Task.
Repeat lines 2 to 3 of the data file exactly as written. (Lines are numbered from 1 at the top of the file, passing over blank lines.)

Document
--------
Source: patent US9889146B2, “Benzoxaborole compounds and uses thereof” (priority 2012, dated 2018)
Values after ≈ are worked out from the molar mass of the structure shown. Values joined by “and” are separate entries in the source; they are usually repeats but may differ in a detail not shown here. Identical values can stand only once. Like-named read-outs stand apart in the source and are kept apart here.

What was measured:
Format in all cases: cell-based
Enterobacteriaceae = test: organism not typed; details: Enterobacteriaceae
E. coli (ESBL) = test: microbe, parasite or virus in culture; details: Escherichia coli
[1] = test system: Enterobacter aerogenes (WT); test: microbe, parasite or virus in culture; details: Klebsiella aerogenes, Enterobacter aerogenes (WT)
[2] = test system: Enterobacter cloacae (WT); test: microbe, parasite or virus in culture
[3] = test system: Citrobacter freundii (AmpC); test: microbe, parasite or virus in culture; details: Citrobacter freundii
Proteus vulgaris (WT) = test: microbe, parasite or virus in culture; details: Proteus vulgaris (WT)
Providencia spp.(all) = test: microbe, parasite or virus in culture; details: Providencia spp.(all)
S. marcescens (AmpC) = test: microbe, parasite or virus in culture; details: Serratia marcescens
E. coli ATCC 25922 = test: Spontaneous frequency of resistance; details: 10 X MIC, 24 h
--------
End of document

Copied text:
Values after ≈ are worked out from the molar mass of the structure shown. Values joined by “and” are separate entries in the source; they are usually repeats but may differ in a detail not shown here. Identical values can stand only once. Like-named read-outs stand apart in the source and are kept apart here.

What was measured: